As part of an international student exchange program with India’s Tamil Nadu Veterinary and Animal Sciences University (TANUVAS), seven veterinary students traveled to Stillwater, Oklahoma, to study at Oklahoma State University’s College of Veterinary Medicine during the 2019 fall semester. Three of the students, who will earn their veterinary medicine degrees in 2020, shared their experiences.
“I knew this would be a great opportunity for me to learn how veterinary medicine is practiced in the United States,” said Aparna Gopinadhan. “I also wanted to experience the culture over here. What surprised me the most was how dedicated everyone is to their job and how almost all the doctors are up to date on what’s happening in veterinary medicine all over the world. My goal is to learn as much as I can to become a good doctor. I feel the most important thing is client dealing. Watching the students and doctors talk to the clients, it amazes me. The way they communicate with the clients makes the client trust them completely and that’s something I want to achieve.”
Inspired by Steve Irvin’s television show where he and his team worked with wildlife, Gopinadhan decided she wanted to be a veterinarian when she was about 10 years old. So it’s no surprise the zoo medicine rotation was her favorite.
“My favorite part was my first week of clinical rotations. I was in the zoo, exotics and wildlife services,” she said. “The doctors, the technician and the students were really friendly and made me feel part of the group. I learned so much. I saw a lot of wild animals and exotic animals and had the chance to go to the Oklahoma City Zoo. I just loved it.”
Jessil Joseph also enjoyed the zoo medicine rotation and found the client communication interesting.
“While I’m here I want to learn about the client dealing,” said Joseph. “I want to learn how you diagnose the case, how you are treating the patient and the medicine you are using. The diagnosis procedures and the client dealing is totally different from our country. I like the exotic and wildlife rotation. I saw different species that I don’t see in India. It was a lot of fun.”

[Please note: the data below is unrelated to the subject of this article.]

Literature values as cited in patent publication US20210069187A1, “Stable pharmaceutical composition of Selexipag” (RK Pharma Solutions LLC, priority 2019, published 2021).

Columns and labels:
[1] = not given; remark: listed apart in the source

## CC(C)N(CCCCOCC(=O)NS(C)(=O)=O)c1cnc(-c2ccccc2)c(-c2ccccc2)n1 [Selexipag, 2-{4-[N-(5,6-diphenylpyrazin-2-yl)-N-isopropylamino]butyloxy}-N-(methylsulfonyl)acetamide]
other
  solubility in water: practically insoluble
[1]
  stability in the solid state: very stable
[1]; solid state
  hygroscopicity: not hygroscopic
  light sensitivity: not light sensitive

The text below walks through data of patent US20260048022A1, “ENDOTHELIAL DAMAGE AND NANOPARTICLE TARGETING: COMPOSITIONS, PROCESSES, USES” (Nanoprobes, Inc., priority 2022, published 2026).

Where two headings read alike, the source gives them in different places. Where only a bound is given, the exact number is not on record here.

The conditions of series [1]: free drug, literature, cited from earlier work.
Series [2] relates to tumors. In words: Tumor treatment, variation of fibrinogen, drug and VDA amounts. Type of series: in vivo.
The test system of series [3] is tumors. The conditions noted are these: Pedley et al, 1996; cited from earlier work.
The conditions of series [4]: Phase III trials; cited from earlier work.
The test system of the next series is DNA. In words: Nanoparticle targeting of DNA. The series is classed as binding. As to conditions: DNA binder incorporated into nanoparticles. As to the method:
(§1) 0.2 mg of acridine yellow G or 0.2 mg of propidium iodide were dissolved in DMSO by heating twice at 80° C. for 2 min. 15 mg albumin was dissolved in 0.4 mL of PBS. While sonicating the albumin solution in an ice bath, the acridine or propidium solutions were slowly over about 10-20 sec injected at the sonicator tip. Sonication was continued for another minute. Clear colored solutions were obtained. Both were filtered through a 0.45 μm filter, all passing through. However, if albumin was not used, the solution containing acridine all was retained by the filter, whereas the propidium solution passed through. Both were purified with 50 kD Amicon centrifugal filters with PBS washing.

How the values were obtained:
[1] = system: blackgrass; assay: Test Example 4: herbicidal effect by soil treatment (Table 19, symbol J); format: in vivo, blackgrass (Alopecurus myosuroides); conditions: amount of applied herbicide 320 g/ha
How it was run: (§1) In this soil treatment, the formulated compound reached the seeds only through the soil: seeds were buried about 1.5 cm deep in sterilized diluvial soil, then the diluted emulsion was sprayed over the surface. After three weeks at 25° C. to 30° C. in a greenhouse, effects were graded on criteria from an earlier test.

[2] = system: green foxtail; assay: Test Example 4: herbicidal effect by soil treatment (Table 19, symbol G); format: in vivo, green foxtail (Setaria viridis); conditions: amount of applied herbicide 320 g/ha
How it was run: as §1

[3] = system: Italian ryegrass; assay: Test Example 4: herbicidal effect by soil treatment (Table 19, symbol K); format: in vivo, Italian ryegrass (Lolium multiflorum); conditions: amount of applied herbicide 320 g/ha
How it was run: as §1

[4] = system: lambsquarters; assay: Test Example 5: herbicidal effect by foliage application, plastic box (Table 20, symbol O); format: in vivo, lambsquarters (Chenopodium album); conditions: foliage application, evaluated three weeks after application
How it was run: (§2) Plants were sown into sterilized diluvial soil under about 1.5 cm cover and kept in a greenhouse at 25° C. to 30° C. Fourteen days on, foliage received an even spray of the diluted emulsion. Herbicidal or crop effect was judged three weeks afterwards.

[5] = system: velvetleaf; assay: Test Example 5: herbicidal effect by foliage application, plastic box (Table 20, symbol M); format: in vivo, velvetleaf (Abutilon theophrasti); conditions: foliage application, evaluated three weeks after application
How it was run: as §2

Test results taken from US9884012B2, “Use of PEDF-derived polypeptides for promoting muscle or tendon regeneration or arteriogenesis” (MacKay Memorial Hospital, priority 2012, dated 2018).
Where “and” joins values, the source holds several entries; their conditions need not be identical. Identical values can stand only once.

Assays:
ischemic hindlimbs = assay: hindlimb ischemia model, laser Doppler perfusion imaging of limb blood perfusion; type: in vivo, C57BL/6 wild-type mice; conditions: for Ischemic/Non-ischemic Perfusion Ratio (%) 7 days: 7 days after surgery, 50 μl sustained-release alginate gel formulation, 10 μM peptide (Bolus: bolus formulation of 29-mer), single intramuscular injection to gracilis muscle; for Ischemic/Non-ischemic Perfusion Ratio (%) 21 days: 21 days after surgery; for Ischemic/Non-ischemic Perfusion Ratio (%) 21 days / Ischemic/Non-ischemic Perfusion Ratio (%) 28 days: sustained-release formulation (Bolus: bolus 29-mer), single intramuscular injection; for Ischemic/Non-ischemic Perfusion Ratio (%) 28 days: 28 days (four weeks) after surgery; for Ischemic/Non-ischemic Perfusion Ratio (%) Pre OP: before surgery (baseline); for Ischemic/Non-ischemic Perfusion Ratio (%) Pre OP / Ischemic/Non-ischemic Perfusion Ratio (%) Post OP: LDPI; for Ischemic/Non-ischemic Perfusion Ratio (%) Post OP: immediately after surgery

Radish Selvaraj enjoyed the field services rotation in food animal medicine and again was intrigued with client communication.
“I had the opportunity to go with Dr. Lionel Dawson and Dr. John Gilliam,” said Selvarah. “They introduced me to many things in the field. They had me talk with clients at their farm. It was my favorite part of this experience so far. I have to learn as much as I can quickly within these eight rotations so that I can improve my knowledge and skills. I like to visit other countries so it’s fortunate that I had the opportunity to come here. I want other students back in India to know there are different things apart from their country. They should come to other states; there’s a lot to learn in the veterinary field.”
“The study abroad program was initiated by Drs. Ashish Ranjan, Jerry Malayer, and Lionel Dawson,” said Madhan Subramanian, BVSc, Ph.D., assistant professor in the physiological sciences department. “This summer Dr. Dawson and I took students from the College of Veterinary Medicine to TANUVAS in Tamilnadu, India. Then students from TANUVAS came here in October.
“The OSU students had a great experience in India,” he added. “They were exposed to a lot of new cases in the clinics, especially tropical diseases which they would never see in the U.S. In addition, they were able to interact with the local people, the veterinarians and the students over there. In the same way, the students who traveled all the way from India learned a lot about the U.S. culture and the advanced clinical practices followed at the College of Veterinary Medicine here at OSU. Students from India also learned about the research programs at the veterinary college which will help them if they want to apply for graduate schools to come back here. It’s a unique opportunity for the students and faculty to meet and interact with the members of the different institutions. I’m looking forward to seeing this happen again in the coming years.”
For more information about the DVM program or graduate studies at the OSU College of Veterinary Medicine, visit the DVM Program webpage.
MEDIA CONTACT: Derinda Blakeney, APR | OSU College of Veterinary Medicine | 405-744-6740 | email@example.com